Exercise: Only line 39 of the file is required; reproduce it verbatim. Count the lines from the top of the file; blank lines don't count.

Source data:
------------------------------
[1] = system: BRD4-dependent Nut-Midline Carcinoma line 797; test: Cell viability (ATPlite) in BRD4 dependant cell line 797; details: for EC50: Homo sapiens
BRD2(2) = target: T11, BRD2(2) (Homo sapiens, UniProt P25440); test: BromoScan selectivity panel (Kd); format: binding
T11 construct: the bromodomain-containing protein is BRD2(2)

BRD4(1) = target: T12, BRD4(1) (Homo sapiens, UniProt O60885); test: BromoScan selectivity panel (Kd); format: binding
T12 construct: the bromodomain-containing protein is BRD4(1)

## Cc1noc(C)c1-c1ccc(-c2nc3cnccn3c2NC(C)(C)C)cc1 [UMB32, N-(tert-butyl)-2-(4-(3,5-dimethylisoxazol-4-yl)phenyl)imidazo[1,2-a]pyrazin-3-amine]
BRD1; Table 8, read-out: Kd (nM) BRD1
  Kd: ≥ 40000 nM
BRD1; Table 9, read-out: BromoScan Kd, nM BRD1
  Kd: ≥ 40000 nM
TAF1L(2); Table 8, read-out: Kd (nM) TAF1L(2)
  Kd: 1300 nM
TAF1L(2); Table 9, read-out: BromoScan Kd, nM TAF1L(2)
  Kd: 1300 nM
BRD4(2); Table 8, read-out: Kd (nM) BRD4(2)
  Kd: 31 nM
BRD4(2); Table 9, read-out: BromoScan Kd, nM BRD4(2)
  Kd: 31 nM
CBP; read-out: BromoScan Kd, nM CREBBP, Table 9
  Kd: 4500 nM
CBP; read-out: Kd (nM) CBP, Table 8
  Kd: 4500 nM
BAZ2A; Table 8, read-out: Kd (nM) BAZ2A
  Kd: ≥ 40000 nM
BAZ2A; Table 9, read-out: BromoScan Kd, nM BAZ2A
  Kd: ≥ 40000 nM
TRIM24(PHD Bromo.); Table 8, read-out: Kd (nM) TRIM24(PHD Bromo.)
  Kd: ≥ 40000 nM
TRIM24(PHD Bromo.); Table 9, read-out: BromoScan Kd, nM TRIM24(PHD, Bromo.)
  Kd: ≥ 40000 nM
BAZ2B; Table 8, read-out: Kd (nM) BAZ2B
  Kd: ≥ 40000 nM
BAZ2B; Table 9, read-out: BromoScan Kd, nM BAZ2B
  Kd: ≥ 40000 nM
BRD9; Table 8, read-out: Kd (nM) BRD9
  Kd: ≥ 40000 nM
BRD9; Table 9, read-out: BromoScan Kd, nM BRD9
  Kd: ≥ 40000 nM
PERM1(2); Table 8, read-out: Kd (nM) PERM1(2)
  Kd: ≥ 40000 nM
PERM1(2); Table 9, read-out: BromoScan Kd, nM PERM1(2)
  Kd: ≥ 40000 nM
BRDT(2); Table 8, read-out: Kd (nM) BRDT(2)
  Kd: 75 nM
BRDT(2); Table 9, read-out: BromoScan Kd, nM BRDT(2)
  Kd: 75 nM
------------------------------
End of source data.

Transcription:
PERM1(2); Table 8, read-out: Kd (nM) PERM1(2)